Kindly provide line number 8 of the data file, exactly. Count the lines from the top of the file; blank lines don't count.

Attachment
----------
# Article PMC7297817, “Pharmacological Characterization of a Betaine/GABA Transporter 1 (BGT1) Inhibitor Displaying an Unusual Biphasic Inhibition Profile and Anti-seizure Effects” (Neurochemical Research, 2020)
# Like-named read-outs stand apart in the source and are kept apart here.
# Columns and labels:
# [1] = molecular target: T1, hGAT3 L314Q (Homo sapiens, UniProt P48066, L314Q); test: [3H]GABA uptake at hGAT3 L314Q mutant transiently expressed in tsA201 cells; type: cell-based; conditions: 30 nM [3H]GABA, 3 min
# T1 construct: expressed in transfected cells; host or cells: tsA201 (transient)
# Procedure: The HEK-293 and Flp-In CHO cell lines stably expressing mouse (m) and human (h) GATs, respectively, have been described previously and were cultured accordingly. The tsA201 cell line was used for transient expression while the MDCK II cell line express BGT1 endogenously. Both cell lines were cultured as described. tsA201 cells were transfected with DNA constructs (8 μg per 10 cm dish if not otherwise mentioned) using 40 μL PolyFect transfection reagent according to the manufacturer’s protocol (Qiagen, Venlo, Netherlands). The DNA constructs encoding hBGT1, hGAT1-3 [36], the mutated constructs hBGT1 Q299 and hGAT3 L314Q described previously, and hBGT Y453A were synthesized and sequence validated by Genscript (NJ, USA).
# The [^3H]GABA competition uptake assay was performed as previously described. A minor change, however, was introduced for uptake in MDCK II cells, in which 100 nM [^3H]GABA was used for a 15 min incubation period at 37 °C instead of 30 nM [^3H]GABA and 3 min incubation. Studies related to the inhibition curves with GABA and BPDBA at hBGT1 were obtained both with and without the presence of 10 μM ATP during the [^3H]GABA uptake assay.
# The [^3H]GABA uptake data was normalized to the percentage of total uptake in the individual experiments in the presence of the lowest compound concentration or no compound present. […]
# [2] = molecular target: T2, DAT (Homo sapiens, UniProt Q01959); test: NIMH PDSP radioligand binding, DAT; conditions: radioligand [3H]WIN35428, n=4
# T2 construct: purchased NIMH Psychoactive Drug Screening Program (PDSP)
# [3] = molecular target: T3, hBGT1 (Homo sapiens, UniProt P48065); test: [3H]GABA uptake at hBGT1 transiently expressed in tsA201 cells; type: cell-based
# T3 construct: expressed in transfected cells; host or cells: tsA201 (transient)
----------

# The [^3H]GABA uptake data was normalized to the percentage of total uptake in the individual experiments in the presence of the lowest compound concentration or no compound present. […]